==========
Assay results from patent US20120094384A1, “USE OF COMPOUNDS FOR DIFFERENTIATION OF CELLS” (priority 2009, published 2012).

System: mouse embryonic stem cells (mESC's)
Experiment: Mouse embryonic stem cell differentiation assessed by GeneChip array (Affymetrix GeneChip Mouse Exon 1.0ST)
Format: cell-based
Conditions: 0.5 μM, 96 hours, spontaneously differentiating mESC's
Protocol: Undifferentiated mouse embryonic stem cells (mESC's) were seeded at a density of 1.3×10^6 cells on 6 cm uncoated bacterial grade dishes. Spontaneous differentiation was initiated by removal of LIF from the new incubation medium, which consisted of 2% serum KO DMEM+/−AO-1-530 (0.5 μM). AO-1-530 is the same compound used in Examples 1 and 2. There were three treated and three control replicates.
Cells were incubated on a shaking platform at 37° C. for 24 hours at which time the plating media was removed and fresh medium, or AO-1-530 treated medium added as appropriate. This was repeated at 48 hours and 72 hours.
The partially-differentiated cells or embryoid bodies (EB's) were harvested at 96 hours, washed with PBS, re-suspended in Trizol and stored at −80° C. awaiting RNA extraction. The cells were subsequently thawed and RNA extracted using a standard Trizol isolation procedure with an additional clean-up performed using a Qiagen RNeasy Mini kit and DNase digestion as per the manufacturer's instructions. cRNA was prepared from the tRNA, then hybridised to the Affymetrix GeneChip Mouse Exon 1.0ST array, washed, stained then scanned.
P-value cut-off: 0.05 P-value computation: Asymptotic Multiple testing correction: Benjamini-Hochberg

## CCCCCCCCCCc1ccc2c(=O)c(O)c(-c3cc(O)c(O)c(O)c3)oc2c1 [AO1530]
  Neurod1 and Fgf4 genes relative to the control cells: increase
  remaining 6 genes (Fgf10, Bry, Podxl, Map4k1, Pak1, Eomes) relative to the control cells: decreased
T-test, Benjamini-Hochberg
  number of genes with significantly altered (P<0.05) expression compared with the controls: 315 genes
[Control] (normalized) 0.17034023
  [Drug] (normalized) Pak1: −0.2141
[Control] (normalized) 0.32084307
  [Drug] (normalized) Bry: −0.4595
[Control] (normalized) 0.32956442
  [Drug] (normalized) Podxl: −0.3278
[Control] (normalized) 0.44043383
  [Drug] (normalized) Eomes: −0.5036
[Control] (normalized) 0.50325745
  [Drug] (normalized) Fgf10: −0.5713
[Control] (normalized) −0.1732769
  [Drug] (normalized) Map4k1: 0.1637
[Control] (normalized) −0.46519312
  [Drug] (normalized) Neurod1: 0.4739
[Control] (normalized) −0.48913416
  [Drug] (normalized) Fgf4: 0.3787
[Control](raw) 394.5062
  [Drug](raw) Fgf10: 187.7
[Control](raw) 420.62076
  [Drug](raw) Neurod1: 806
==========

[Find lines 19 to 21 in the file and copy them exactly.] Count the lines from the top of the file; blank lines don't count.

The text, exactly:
[Control] (normalized) 0.32956442
  [Drug] (normalized) Podxl: −0.3278
[Control] (normalized) 0.44043383